AG Holder Under Fire
Still smarting from setbacks a week ago, the Obama administration received another withering blow from the House Oversight and Government Reform Committee on Wednesday when it voted 23 to 17 to favorably report a contempt resolution against Attorney General Eric Holder.
Holder was cited with contempt of Congress over statements made regarding Operation Fast and Furious, in which agents of the U.S. Bureau of Alcohol, Tobacco, Firearms and Explosives rather than confiscating illegally purchased weapons chose to track the weapons to the traffickers with the purpose of dismantling their networks.
The experiment went awry when agents lost track of the weapons and one of them apparently was used in the slaying of U.S. border agent Brian Terry.
Basically, Holder was cited with contempt for failing to turn over documents requested by the committee, though during the year and half investigation, the Justice Department reportedly submitted 7,600 documents, including details of Operation Fast and Furious.
But the furor arose because the Department at first denied the botched experiment of “gun walking” (tracking the illicit movement of the weapons) and this triggered a further investigation by the committee.
On the heels of the committee’s vote, President Obama invoked executive privilege to withhold the documents the committee is seeking, documents that are generally off-limits to Congress.
“The president has asserted executive privilege,” wrote Deputy Attorney General James Cole in a letter to Issa. “We regret that we have arrived at this point, after the many steps we have taken to address the committee’s concerns and to accommodate the committee’s legitimate oversight interests.”
Rep. Darrell lssa (R-Calif), chair of the committee, said Obama’s action was “an untimely” assertion of privilege.
On Tuesday, Holder and Issa met for 20 minutes without reaching any kind of resolution on the dispute.
Holder insisted that he would not turn over documents related to the gun-smuggling probe unless Issa consented to another congressional briefing on the Department’s material. He wanted some guarantee that the transfer of records would be enough to stand down the subpoena.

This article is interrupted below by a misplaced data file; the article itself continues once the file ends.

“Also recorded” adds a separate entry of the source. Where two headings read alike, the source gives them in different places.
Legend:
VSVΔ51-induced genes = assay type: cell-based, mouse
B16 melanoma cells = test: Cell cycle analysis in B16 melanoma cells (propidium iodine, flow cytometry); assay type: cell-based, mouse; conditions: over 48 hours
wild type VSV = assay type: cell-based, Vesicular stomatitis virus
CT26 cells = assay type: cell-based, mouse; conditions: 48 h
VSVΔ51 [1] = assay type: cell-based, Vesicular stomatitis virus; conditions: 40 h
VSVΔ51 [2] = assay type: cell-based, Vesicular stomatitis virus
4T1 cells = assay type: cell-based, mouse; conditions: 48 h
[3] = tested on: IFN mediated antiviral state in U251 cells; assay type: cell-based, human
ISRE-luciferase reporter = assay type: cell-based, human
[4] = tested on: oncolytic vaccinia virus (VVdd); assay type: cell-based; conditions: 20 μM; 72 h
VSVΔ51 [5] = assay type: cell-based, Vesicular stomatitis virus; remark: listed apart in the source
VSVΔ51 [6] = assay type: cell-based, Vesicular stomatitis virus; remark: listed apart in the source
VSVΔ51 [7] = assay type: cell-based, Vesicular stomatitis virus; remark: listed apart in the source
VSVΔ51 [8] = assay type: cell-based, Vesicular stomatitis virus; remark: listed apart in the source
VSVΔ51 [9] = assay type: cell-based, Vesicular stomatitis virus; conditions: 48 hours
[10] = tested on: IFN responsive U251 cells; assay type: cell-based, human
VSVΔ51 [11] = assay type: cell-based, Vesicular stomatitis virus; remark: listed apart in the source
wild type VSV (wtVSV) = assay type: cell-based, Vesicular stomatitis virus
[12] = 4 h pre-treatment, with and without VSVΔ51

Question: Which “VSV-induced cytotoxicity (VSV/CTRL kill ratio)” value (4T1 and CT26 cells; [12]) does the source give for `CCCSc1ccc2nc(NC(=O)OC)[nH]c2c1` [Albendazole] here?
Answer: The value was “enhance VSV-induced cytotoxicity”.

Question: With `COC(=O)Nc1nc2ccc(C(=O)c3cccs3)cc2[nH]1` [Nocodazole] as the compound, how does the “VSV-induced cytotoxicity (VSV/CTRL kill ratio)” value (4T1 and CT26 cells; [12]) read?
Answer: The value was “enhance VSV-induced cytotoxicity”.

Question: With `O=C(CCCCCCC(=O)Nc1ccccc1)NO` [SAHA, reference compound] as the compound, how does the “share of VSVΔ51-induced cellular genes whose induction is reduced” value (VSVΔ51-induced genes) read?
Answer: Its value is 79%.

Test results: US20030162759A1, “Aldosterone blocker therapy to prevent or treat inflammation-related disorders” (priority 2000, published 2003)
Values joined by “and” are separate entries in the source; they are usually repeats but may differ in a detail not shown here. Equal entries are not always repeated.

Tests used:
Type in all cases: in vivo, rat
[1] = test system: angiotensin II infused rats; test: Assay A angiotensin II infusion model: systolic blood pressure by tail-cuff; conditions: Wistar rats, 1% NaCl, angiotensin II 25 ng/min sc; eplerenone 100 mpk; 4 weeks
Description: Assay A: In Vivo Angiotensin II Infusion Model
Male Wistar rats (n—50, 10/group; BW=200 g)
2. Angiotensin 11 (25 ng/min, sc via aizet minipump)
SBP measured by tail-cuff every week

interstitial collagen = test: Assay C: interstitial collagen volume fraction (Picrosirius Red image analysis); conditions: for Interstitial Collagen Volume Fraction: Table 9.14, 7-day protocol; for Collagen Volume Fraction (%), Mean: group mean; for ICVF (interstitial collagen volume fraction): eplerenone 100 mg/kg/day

Rep. Dennis Kucinich (D-Ohio), appearing Wednesday evening on PBS’s Newshour in a debate with Rep. John Mica (R-Fla.), both of whom sit on the committee, took strong exception to the contempt charge.
“I think we have to look at the totality of the Constitution here,” he asserted. “Congress has a right to compel the production of papers and to compel witnesses before the committee. That’s an Article I right. At the same time, the administration, Article II, has the right under the Constitution to say, look, we’re invoking executive privilege — that doesn’t mean just the president, the executive branch privilege — and say, we’re not going to produce that for our own reasons.
“Now, the next step then would be to go to the court. And I would hope that, if we can not resolve this that the one concession that would be made is that we not pursue by resolution a criminal matter. We can pursue a civil matter, have a court make a decision, saying, OK, produce the documents, and then we come back to the court enforcing a resolution of Congress.”
The next move was the House of Representatives findng the Attorney General in contempt. This action is unprecedented in American history and could force further negotiations.